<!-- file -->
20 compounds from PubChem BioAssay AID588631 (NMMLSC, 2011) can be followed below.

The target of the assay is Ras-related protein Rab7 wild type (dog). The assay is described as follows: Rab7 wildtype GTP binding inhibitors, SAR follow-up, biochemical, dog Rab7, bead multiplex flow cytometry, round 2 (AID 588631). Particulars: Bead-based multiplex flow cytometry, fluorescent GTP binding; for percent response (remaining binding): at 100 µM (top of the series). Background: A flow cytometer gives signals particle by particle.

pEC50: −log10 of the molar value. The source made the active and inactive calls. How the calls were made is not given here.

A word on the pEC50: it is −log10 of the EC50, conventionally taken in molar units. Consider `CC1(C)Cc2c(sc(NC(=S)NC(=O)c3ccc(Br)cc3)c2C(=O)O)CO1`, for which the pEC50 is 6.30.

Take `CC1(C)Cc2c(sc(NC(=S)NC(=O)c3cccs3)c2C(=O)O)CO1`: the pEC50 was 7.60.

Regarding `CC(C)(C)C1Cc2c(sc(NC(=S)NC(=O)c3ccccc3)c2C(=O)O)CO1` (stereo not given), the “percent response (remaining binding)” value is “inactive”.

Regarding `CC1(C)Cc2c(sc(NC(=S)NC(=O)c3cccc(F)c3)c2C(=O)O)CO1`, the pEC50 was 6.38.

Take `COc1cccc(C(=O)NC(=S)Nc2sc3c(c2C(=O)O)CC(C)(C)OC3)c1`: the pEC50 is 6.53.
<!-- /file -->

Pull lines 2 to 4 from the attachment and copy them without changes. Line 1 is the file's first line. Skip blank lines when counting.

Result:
The target of the assay is Ras-related protein Rab7 wild type (dog). The assay is described as follows: Rab7 wildtype GTP binding inhibitors, SAR follow-up, biochemical, dog Rab7, bead multiplex flow cytometry, round 2 (AID 588631). Particulars: Bead-based multiplex flow cytometry, fluorescent GTP binding; for percent response (remaining binding): at 100 µM (top of the series). Background: A flow cytometer gives signals particle by particle.

pEC50: −log10 of the molar value. The source made the active and inactive calls. How the calls were made is not given here.

A word on the pEC50: it is −log10 of the EC50, conventionally taken in molar units. Consider `CC1(C)Cc2c(sc(NC(=S)NC(=O)c3ccc(Br)cc3)c2C(=O)O)CO1`, for which the pEC50 is 6.30.